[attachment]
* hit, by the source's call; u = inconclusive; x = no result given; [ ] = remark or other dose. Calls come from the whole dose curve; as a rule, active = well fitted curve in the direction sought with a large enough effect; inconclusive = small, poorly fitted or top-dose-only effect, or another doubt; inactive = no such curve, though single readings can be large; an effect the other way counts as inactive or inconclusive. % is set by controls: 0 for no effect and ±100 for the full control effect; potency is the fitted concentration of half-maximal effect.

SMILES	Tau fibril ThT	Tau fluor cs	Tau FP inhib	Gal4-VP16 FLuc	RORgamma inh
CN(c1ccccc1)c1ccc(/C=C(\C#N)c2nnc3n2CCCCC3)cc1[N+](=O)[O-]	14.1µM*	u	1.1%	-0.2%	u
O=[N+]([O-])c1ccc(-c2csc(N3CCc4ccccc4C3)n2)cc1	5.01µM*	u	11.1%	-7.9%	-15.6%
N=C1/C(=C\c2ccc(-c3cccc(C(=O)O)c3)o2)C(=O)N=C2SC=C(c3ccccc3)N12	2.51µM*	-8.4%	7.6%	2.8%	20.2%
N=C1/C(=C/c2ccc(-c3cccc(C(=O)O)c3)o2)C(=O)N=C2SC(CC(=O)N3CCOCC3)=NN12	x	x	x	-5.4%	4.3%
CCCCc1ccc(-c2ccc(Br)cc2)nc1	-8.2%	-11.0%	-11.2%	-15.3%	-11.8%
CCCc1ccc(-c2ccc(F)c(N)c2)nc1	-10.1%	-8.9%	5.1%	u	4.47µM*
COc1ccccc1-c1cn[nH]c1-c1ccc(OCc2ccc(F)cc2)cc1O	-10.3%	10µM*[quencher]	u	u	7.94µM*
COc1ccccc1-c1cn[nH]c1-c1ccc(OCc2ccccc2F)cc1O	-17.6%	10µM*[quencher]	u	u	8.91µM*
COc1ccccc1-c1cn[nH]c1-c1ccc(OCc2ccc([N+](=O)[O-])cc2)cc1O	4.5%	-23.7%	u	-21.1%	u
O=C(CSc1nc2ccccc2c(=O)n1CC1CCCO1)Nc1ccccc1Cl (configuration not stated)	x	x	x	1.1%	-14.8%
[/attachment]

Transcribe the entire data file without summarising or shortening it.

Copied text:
* hit, by the source's call; u = inconclusive; x = no result given; [ ] = remark or other dose. Calls come from the whole dose curve; as a rule, active = well fitted curve in the direction sought with a large enough effect; inconclusive = small, poorly fitted or top-dose-only effect, or another doubt; inactive = no such curve, though single readings can be large; an effect the other way counts as inactive or inconclusive. % is set by controls: 0 for no effect and ±100 for the full control effect; potency is the fitted concentration of half-maximal effect.

SMILES	Tau fibril ThT	Tau fluor cs	Tau FP inhib	Gal4-VP16 FLuc	RORgamma inh
CN(c1ccccc1)c1ccc(/C=C(\C#N)c2nnc3n2CCCCC3)cc1[N+](=O)[O-]	14.1µM*	u	1.1%	-0.2%	u
O=[N+]([O-])c1ccc(-c2csc(N3CCc4ccccc4C3)n2)cc1	5.01µM*	u	11.1%	-7.9%	-15.6%
N=C1/C(=C\c2ccc(-c3cccc(C(=O)O)c3)o2)C(=O)N=C2SC=C(c3ccccc3)N12	2.51µM*	-8.4%	7.6%	2.8%	20.2%
N=C1/C(=C/c2ccc(-c3cccc(C(=O)O)c3)o2)C(=O)N=C2SC(CC(=O)N3CCOCC3)=NN12	x	x	x	-5.4%	4.3%
CCCCc1ccc(-c2ccc(Br)cc2)nc1	-8.2%	-11.0%	-11.2%	-15.3%	-11.8%
CCCc1ccc(-c2ccc(F)c(N)c2)nc1	-10.1%	-8.9%	5.1%	u	4.47µM*
COc1ccccc1-c1cn[nH]c1-c1ccc(OCc2ccc(F)cc2)cc1O	-10.3%	10µM*[quencher]	u	u	7.94µM*
COc1ccccc1-c1cn[nH]c1-c1ccc(OCc2ccccc2F)cc1O	-17.6%	10µM*[quencher]	u	u	8.91µM*
COc1ccccc1-c1cn[nH]c1-c1ccc(OCc2ccc([N+](=O)[O-])cc2)cc1O	4.5%	-23.7%	u	-21.1%	u
O=C(CSc1nc2ccccc2c(=O)n1CC1CCCO1)Nc1ccccc1Cl (configuration not stated)	x	x	x	1.1%	-14.8%